Lucio Kowarick (1938-2020) – II

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By CIBELE SALIBA RIZEK*

Commentary on the book by sociologist Lúcio Kowarick

live at risk is dedicated to describing and analyzing the vulnerabilities of the poor population of the largest Brazilian city. The result of a long trajectory of research and reflection, it constitutes a precious source of information, but also of questions that arise in each chapter, in which concepts and theoretical matrices are anchored that can and should be questioned, submitted to counterpoints, to the scrutiny of processes and the observed dynamics. They are frameworks of issues related to the heterogeneity of urban poverty, the vulnerable population, named and closely observed through situations of precarious housing – slums in the central area, self-built peripheries and slums.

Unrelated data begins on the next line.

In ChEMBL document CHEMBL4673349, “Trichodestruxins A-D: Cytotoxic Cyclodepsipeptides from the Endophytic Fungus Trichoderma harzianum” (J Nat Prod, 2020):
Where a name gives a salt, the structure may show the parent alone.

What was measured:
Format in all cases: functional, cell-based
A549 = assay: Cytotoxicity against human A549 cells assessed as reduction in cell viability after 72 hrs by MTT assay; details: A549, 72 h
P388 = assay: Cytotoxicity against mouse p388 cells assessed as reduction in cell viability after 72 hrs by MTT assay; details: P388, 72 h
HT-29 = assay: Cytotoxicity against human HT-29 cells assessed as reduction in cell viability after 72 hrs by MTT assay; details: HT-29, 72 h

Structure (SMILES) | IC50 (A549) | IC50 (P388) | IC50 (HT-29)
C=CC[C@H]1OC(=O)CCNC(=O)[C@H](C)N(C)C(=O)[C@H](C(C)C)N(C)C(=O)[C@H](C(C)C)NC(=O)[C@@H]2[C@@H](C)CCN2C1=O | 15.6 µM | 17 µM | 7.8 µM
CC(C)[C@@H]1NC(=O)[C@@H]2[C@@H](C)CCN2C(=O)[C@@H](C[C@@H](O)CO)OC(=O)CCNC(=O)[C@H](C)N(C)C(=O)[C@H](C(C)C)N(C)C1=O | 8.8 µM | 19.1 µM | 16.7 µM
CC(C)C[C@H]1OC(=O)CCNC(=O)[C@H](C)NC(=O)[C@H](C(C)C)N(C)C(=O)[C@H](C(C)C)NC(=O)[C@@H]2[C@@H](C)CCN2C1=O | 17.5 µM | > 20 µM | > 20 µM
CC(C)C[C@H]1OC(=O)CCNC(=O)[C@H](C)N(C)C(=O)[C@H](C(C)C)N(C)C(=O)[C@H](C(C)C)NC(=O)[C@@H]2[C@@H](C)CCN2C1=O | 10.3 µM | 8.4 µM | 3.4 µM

Lúcio Kowarick, as is well known, has a unique place due to his long and fertile career in research and in the elucidation of Brazilian urban enigmas. It is not too much to remember, among other titles, São Paulo – 1975 growth and poverty; the urban dispossession ou urban writings, in which issues present in live at risk were already sketched. live at risk, however, brings a new panorama, resulting from ethnographic incursions whose findings are analyzed from approaches that allow a historical anchoring and a sociological vision built, including, from secondary statistical information. The three urban situations are scrutinized from different perspectives that, when intersected, allow the reader to build, with the help of Antonio Sagese's photographs, a very precise picture of what it means to “live at risk” in São Paulo today.